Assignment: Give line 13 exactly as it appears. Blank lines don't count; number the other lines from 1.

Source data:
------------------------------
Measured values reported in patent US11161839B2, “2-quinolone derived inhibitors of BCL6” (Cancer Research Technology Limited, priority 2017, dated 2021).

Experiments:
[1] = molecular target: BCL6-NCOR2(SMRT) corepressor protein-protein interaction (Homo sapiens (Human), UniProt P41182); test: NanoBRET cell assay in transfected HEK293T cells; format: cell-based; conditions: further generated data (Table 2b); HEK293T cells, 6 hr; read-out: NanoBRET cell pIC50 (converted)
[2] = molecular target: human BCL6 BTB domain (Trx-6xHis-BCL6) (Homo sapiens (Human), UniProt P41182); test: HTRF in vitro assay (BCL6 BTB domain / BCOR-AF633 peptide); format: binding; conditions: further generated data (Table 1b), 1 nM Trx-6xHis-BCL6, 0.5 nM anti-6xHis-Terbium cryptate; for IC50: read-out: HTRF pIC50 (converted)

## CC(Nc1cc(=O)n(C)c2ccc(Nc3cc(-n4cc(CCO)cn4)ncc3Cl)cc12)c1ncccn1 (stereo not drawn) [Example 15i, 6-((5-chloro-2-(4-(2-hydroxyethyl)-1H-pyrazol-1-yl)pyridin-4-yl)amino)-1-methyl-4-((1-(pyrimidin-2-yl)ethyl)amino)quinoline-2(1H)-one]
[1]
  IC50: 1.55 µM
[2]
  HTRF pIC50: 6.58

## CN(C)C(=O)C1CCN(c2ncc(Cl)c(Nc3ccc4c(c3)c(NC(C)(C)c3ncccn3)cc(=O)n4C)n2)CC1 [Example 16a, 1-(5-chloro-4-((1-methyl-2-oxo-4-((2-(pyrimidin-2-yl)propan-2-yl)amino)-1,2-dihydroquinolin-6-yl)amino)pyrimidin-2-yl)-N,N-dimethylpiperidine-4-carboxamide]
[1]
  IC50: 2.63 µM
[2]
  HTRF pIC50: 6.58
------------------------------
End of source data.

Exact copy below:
[2]